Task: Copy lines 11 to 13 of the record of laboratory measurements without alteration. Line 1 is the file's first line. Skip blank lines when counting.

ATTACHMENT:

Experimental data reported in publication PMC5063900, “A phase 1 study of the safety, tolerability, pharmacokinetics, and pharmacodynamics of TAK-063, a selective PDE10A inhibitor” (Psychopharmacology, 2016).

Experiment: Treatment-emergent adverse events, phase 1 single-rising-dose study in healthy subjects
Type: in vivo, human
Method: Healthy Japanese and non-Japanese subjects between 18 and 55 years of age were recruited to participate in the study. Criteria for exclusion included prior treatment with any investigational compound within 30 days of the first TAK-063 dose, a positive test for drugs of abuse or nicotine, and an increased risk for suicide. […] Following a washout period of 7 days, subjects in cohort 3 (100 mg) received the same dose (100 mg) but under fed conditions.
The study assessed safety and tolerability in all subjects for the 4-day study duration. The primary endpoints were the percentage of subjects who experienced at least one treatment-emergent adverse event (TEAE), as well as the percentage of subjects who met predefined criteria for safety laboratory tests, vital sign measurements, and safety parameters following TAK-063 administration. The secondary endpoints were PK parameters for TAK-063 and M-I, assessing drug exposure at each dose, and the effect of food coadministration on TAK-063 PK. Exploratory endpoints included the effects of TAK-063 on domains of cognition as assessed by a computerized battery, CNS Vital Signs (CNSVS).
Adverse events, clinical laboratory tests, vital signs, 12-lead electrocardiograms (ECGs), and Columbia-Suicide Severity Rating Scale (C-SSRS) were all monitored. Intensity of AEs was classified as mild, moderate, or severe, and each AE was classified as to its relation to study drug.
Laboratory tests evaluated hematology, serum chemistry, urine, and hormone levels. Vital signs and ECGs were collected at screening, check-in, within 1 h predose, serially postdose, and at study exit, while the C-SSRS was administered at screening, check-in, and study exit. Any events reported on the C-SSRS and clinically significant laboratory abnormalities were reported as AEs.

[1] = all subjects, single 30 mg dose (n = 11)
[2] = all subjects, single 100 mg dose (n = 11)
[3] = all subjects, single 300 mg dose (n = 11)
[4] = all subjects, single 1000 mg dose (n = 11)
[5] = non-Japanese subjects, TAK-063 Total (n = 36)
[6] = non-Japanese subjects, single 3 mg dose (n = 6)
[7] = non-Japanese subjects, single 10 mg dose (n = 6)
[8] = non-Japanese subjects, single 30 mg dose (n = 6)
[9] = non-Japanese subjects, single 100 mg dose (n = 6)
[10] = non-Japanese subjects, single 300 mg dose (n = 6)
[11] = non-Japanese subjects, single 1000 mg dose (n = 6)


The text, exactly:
[4] = all subjects, single 1000 mg dose (n = 11)
[5] = non-Japanese subjects, TAK-063 Total (n = 36)
[6] = non-Japanese subjects, single 3 mg dose (n = 6)